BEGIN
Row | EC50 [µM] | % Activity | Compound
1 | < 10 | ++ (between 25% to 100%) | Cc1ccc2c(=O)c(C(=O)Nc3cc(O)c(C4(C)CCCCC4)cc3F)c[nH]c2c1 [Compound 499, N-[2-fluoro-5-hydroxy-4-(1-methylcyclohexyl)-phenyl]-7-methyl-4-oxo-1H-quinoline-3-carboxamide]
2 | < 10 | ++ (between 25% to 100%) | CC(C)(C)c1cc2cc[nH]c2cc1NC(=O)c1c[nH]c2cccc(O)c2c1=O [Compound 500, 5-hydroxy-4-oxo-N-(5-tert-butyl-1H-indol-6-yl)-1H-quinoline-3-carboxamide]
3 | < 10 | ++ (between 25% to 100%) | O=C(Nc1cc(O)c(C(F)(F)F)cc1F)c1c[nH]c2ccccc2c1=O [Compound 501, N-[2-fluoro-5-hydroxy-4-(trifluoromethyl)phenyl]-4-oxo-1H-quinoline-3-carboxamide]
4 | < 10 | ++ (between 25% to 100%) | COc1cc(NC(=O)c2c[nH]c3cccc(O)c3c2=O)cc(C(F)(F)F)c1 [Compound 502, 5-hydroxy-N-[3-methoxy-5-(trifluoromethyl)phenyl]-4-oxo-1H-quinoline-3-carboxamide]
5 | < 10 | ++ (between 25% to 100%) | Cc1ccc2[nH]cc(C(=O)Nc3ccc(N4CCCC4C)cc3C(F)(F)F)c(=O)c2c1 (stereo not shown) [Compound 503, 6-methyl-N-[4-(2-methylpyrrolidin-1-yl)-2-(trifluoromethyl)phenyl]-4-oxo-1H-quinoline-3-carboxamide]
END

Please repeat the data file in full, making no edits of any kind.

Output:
Row | EC50 [µM] | % Activity | Compound
1 | < 10 | ++ (between 25% to 100%) | Cc1ccc2c(=O)c(C(=O)Nc3cc(O)c(C4(C)CCCCC4)cc3F)c[nH]c2c1 [Compound 499, N-[2-fluoro-5-hydroxy-4-(1-methylcyclohexyl)-phenyl]-7-methyl-4-oxo-1H-quinoline-3-carboxamide]
2 | < 10 | ++ (between 25% to 100%) | CC(C)(C)c1cc2cc[nH]c2cc1NC(=O)c1c[nH]c2cccc(O)c2c1=O [Compound 500, 5-hydroxy-4-oxo-N-(5-tert-butyl-1H-indol-6-yl)-1H-quinoline-3-carboxamide]
3 | < 10 | ++ (between 25% to 100%) | O=C(Nc1cc(O)c(C(F)(F)F)cc1F)c1c[nH]c2ccccc2c1=O [Compound 501, N-[2-fluoro-5-hydroxy-4-(trifluoromethyl)phenyl]-4-oxo-1H-quinoline-3-carboxamide]
4 | < 10 | ++ (between 25% to 100%) | COc1cc(NC(=O)c2c[nH]c3cccc(O)c3c2=O)cc(C(F)(F)F)c1 [Compound 502, 5-hydroxy-N-[3-methoxy-5-(trifluoromethyl)phenyl]-4-oxo-1H-quinoline-3-carboxamide]
5 | < 10 | ++ (between 25% to 100%) | Cc1ccc2[nH]cc(C(=O)Nc3ccc(N4CCCC4C)cc3C(F)(F)F)c(=O)c2c1 (stereo not shown) [Compound 503, 6-methyl-N-[4-(2-methylpyrrolidin-1-yl)-2-(trifluoromethyl)phenyl]-4-oxo-1H-quinoline-3-carboxamide]